The Road Load Data Acquisition (RLDA) team at Tenneco’s Heinrich Gillet plant in Edenkoben, Germany, faces the daunting task of exhaust system durability testing on a daily basis.
This task is especially challenging because exhaust systems need to last more than 10 years while still meeting tighter and tighter emission regulations. And, obviously, most of them are exposed to extreme conditions. To meet these requirements, exhaust manufacturers perform a variety of durability tests, collecting measurements on both proving grounds and public roads according to potential usage cases. To do this, the Tenneco RLDA team instruments numerous measurement points on the exhaust system using a multitude of sensors to retrieve any combination of strain, displacement, acceleration, temperature, tacho, CAN, and GPS data.
Not only does each campaign last on average two weeks, there are more than 25 campaigns each year. With each campaign requiring larger and larger amounts of data in shorter and shorter timelines, extreme flexibility is required from the small four-person team that needs to deliver top productivity and perform even more measurements than ever. It is essential then for the team to select the most flexible and reliable data acquisition system for the job.
“By design, it had to be a compact, robust, easy-to-use data acquisition system. We have little space to accommodate systems in the vehicle, and we want to avoid complex cabling, too,” said Dr. Zhijun Wang, RLDA Group Leader at Tenneco.
Klaus Rieger, RLDA engineer, added, “After a thorough benchmark, we selected the LMS SCADAS Durability Recorder. "We particularly valued the compact size and the robustness of the system, the flexibility to connect a broad range of sensors, and the ease of use of the software for test preparation and validation.”
At the beginning of each durability test campaign, the team receives the prototype vehicle from the customer. Then, the prototype is instrumented inside the Tenneco facilities. A detailed and tricky part of the campaign, this process can last up to one week. Part of this process is mounting the LMS SCADAS Durability Recorder; however, since the connection points are located on the front of the equipment, hooking all sensors onto the hardware is not complex, with even very complicated setups taking less than a day.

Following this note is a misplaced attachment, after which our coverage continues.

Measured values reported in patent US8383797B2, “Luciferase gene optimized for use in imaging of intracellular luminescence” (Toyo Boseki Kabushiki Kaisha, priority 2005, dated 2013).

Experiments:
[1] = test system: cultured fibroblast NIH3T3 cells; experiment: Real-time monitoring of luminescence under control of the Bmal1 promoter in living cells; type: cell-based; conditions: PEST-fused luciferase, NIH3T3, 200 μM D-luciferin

In parallel, the team prepares the test itself. With the previous software, test setup took 4 h, but with the LMS Test.Xpress software solution it’s reduced to less than 45 min. Following that, there is typically an additional confirmation check on-site to validate that everything is working before driving the car to the proving ground.
On the proving ground is where data acquisition reliability is essential. An average campaign can take from one day up to a week. And in this period the two technicians testing the car need to retrieve all the essential data. From time to time there is no possibility for a second run if parts of the channels were not correctly measured or critical events were missed. At the end of the test, the instrumentation and the prototype are stripped off and the vehicle is shipped back to the manufacturer directly from the proving ground—in most cases for further scheduled tests.
With 144 channels split between two units, the Tenneco LMS SCADAS system uniquely combines strain-based, vibration, and displacement measurement capability in one single module: its VB8 is the most versatile solution for durability-type measurements campaigns.
“With one universal module, we are able to measure any type of data on any channel without extra cabling or adapters. Whether we need to acquire additional strain data here or get more information about vibration levels using accelerometers, it can all be done instantaneously. Switching cable between modules is not necessary anymore. This saves hours of valuable testing time and gives us the extra flexibility to help us meet the toughest deadlines,” Wang said.
And the system can retrieve information such as speed or rpm from the vehicle’s CAN bus. “We foresee numerous possible applications to compare acquired data with CAN data. For example, this helps us to understand at which speed the resonance appears,” added Rieger.
The GPS signal helps retrace information in case a marker is missing. It helps answer the question: Where did this specific event happen? Was there a curve or a slope? The GPS integration is extremely precise and reacts dynamically. “I am certain of my measurements since I know that the test run has been marked with GPS data,” Rieger said.
Since the unit is completely integrated, there is no risk of failure due to a disconnected adapter or loose cable. With master-slave connectivity, the systems connect directly via an optical cable. Another advantage is the immediate data synchronization, which eliminates possible errors associated with manual synching.
“We have only a very short time to measure our data. We need to validate the data on the spot. With real-time signal calibration and quality checks, like the one-button LMS SCADAS Smart Control, I can concentrate on the measurement and not bother about anything else,” Rieger said.